Definitions for ELFɛlf
This page provides all possible meanings and translations of the word ELF
elf, hob, gremlin, pixie, pixy, brownie, imp(noun)
(folklore) fairies that are somewhat mischievous
extremely low frequency, ELF(noun)
below 3 kilohertz
A mythical, supernatural being resembling but seen as distinct from humans.
A luminous spirit presiding over nature and fertility and dwelling in the world of u00C1lfheim (Elfland). Compare angel, nymph, fairy.
Any of the magical, humanoid, typically forest-guarding races bearing some similarities to the Norse u00E1lfar (through Tolkien's Eldar).
an imaginary supernatural being, commonly a little sprite, much like a fairy; a mythological diminutive spirit, supposed to haunt hills and wild places, and generally represented as delighting in mischievous tricks
a very diminutive person; a dwarf
to entangle mischievously, as an elf might do
Origin: [AS. lf, ylf; akin to MHG. alp, G. alp nightmare, incubus, Icel. lfr elf, Sw. alf, elfva; cf. Skr. bhu skillful, artful, rabh to grasp. Cf. Auf, Oaf.]
An elf is a type of supernatural being in Germanic mythology and folklore. Elves are first attested in Old English and Old Norse texts and are prominent in traditional British and Scandinavian folklore. Elves were originally thought of as ambivalent beings with certain magical abilities capable of helping or hindering humans, but in later traditions became increasingly sinister and were believed to afflict humans and livestock in various ways. In early modern folklore they became associated with the fairies of Romance culture. The Romanticist movement revived literary interest in folk beliefs and culture, and elves entered the 20th-century high fantasy genre in the wake of works published by authors such as J. R. R. Tolkien. The "Christmas elves" of contemporary popular culture are of relatively recent tradition, popularized during the late 19th century in the United States, in publications such as Godey's Lady's Book.
Chambers 20th Century Dictionary
elf, n. in European folklore, a supernatural being, generally of human form but diminutive size, more malignant than a fairy: a dwarf: a tricky being:—(pl.) Elves.—v.t. (Shak.) of the hair, to entangle.—n. Elf′-child, a changeling, or a child supposed to have been left by elves in place of one stolen by them.—adj. Elf′in, of or relating to elves.—n. a little elf: a child.—adjs. Elf′ish, Elv′an, Elv′ish, elf-like, mischievous: tricky: disguised.—n. Elf′-land, the land of the elves or fairies.—n.pl. Elf′-locks (Shak.) locks of hair clotted together, supposed to have been done by elves.—ns. Elf′-shot, Elf′-bolt, Elf′-ar′row, an arrow-head of flint or stone. [A.S. ælf; cf. Ice. álfr, Sw. elf.]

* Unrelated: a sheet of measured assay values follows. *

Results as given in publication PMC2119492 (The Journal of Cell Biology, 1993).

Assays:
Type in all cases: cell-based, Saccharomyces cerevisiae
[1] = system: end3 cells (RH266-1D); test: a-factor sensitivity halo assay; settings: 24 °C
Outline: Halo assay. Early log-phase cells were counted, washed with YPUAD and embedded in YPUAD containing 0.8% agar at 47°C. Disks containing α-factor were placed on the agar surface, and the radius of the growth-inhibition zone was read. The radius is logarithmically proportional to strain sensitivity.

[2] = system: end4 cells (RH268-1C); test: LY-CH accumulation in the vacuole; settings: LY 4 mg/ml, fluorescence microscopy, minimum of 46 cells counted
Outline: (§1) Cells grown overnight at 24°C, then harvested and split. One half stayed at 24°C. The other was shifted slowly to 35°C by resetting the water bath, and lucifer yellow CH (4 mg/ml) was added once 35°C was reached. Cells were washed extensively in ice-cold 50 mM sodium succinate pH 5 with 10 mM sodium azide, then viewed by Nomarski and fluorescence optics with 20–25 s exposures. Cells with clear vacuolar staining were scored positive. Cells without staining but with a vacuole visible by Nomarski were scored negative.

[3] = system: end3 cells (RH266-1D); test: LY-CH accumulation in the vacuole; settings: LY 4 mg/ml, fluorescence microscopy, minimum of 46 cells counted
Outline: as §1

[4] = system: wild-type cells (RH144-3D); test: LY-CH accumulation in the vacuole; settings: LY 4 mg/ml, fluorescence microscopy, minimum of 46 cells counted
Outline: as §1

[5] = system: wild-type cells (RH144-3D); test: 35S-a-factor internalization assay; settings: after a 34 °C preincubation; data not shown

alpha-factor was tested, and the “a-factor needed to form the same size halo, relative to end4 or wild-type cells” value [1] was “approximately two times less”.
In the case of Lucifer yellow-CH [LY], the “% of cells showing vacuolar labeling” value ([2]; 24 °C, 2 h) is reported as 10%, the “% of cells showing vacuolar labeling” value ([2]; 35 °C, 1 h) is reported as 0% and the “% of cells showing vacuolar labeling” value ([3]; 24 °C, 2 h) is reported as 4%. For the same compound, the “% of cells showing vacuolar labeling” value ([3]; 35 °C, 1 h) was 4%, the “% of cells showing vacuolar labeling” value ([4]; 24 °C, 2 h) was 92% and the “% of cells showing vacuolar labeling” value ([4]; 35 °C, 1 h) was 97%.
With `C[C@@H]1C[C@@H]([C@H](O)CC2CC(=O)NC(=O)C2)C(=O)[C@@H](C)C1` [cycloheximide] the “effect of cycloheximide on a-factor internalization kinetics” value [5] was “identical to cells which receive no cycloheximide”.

The numerical value of ELF in Chaldean Numerology is: 7
The numerical value of ELF in Pythagorean Numerology is: 5
Sample Sentences & Example Usage
Love is a perky elf dancing a merry little jig, then suddenly he turns on you with a miniature machine gun.
Love is a perky elf dancing a merry little jig, and then suddenly he turns on you with a miniature machine gun.
I am a little long in the tooth to be dressed up like some forest elf crawling around stalking 'hogs but it is just as fun as I remembered it,' i have a good time and the farmers get rid of a pest. As you look at the soybean fields, you'll see what we call 'ice cream cones.' The point of the ice cream cone is where the groundhog's burrow is. He'll eat in a semicircle out from his burrow. Groundhogs love eating fresh soybeans coming out of the ground.
Images & Illustrations of ELF
Translations for ELF
From our Multilingual Translation Dictionary
- elfCatalan, Valencian
- Elf, Alp, Alb, Elb, ElfeGerman
- duende, elfoSpanish
- tonttu, haltija, keiju, haltiaFinnish
- lutin, elfe, farfadetFrench
- lucharachán, ealbhIrish
- tàcharan, sìthiche, luspardanScottish Gaelic
- elf, manó, tünde, tündérHungarian
- エルフ, 妖精Japanese
- 요정, 엘프Korean
- elfas, elfėLithuanian
- elfs, elfaLatvian
- џуџе, елф, виленикMacedonian
- elf, nanuMaltese
- alf, elfDutch
- эльф, альвRussian
- patuljak, вилељак, патуљак, vilenjakSerbo-Croatian
- älva, alf, alvSwedish
- ельф, альвUkrainian
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